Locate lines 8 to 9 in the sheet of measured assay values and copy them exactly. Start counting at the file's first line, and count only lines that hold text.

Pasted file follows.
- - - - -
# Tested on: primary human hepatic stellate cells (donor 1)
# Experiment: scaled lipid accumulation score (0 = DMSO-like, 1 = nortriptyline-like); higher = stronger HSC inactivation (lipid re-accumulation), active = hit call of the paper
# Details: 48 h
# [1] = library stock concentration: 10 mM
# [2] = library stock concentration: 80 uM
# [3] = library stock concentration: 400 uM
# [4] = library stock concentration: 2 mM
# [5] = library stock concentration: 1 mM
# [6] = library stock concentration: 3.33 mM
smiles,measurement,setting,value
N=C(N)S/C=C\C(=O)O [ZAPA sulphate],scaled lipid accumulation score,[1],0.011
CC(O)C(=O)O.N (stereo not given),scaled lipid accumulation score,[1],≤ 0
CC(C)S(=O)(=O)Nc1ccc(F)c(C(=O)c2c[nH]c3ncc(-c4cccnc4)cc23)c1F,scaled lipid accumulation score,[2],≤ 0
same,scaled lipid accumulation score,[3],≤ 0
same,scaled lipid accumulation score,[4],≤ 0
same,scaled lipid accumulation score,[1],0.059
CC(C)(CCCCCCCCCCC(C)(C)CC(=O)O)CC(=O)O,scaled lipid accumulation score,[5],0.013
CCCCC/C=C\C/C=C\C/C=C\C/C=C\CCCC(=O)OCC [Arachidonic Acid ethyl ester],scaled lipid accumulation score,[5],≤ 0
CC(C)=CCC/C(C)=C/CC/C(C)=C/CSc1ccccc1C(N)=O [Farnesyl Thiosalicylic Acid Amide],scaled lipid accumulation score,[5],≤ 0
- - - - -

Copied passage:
# [5] = library stock concentration: 1 mM
# [6] = library stock concentration: 3.33 mM